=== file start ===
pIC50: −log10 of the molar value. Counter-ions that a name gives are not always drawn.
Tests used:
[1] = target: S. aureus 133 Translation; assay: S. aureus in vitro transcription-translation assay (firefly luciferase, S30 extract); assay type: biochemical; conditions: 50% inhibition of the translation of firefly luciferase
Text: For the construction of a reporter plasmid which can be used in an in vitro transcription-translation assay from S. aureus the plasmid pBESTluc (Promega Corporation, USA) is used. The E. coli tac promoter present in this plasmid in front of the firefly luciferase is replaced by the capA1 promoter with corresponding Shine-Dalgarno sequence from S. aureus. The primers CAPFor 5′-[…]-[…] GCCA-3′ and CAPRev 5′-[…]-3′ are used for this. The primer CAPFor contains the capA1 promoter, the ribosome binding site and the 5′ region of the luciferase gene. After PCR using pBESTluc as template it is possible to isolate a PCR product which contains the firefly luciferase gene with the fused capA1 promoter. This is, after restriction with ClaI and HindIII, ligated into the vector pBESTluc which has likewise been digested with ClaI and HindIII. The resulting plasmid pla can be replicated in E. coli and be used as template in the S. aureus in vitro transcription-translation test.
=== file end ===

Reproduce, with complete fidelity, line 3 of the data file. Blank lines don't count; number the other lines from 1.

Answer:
[1] = target: S. aureus 133 Translation; assay: S. aureus in vitro transcription-translation assay (firefly luciferase, S30 extract); assay type: biochemical; conditions: 50% inhibition of the translation of firefly luciferase